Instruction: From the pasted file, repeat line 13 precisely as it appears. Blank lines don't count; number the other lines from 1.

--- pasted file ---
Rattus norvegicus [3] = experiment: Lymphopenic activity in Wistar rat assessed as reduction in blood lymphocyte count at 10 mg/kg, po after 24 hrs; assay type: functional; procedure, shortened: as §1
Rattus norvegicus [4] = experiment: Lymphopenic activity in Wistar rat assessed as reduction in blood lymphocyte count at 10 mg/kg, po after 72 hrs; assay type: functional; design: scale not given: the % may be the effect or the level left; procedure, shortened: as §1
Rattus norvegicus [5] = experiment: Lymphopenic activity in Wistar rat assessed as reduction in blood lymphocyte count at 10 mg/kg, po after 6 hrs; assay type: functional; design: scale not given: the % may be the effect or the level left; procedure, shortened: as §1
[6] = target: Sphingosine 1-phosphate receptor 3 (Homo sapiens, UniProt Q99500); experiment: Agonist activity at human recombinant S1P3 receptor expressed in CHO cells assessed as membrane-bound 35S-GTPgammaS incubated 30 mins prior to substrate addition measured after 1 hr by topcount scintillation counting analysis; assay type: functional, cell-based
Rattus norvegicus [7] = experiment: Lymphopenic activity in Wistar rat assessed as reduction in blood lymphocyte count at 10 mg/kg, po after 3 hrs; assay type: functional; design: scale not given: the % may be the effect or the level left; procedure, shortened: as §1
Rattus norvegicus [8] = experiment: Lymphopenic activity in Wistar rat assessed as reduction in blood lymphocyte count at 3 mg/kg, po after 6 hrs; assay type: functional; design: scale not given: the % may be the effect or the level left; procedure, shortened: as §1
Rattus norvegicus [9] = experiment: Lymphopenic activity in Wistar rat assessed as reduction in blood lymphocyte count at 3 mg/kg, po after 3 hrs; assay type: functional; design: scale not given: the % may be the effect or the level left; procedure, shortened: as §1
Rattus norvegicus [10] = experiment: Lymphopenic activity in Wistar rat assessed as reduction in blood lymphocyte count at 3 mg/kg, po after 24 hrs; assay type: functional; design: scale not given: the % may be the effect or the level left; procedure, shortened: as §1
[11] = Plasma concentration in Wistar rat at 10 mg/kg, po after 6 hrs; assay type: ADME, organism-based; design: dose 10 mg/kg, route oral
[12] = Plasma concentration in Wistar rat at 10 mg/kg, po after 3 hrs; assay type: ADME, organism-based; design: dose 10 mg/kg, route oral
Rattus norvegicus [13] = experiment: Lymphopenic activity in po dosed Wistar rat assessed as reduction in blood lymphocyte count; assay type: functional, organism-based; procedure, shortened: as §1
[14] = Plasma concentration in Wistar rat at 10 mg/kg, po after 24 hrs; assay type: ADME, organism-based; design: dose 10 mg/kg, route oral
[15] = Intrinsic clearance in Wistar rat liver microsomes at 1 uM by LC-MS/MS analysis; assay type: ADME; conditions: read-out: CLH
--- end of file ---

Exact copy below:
[15] = Intrinsic clearance in Wistar rat liver microsomes at 1 uM by LC-MS/MS analysis; assay type: ADME; conditions: read-out: CLH